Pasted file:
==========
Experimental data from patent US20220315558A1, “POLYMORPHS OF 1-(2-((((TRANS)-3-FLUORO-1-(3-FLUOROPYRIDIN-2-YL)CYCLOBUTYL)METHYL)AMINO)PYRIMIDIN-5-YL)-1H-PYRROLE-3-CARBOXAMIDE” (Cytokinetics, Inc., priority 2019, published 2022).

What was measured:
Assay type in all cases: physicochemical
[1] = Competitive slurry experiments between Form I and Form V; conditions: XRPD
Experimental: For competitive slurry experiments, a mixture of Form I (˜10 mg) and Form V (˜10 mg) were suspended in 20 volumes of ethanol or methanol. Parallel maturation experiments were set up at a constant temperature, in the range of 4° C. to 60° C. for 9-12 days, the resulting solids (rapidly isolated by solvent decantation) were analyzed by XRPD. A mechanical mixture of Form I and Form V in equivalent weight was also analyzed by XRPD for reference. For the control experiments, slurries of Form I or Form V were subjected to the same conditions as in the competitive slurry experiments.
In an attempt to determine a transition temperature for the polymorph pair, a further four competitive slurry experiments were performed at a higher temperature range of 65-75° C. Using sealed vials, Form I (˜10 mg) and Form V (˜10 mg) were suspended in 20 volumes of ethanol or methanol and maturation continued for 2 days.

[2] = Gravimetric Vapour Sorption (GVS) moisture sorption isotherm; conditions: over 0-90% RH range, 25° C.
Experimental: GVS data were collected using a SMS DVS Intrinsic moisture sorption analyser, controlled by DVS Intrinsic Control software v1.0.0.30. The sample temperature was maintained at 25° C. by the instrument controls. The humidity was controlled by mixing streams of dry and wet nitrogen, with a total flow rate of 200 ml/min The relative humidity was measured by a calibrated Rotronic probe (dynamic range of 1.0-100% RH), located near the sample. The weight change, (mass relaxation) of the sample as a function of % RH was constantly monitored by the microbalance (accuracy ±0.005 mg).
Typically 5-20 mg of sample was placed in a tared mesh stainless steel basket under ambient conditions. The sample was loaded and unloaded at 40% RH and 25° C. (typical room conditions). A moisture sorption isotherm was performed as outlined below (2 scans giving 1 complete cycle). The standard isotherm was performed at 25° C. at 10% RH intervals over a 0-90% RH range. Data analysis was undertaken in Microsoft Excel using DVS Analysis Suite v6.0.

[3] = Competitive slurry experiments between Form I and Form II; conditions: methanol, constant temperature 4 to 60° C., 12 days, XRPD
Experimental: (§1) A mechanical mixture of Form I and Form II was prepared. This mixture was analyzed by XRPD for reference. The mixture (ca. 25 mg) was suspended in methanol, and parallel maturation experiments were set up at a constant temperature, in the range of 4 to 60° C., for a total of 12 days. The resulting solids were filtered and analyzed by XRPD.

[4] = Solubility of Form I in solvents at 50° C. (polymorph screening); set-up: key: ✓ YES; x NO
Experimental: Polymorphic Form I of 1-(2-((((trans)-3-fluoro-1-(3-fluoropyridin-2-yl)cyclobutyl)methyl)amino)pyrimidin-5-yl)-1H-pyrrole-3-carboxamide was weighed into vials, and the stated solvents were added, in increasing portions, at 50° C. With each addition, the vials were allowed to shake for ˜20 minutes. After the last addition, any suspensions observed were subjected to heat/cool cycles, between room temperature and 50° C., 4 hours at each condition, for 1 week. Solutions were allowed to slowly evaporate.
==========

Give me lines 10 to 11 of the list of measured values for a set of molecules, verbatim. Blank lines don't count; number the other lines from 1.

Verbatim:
[3] = Competitive slurry experiments between Form I and Form II; conditions: methanol, constant temperature 4 to 60° C., 12 days, XRPD
Experimental: (§1) A mechanical mixture of Form I and Form II was prepared. This mixture was analyzed by XRPD for reference. The mixture (ca. 25 mg) was suspended in methanol, and parallel maturation experiments were set up at a constant temperature, in the range of 4 to 60° C., for a total of 12 days. The resulting solids were filtered and analyzed by XRPD.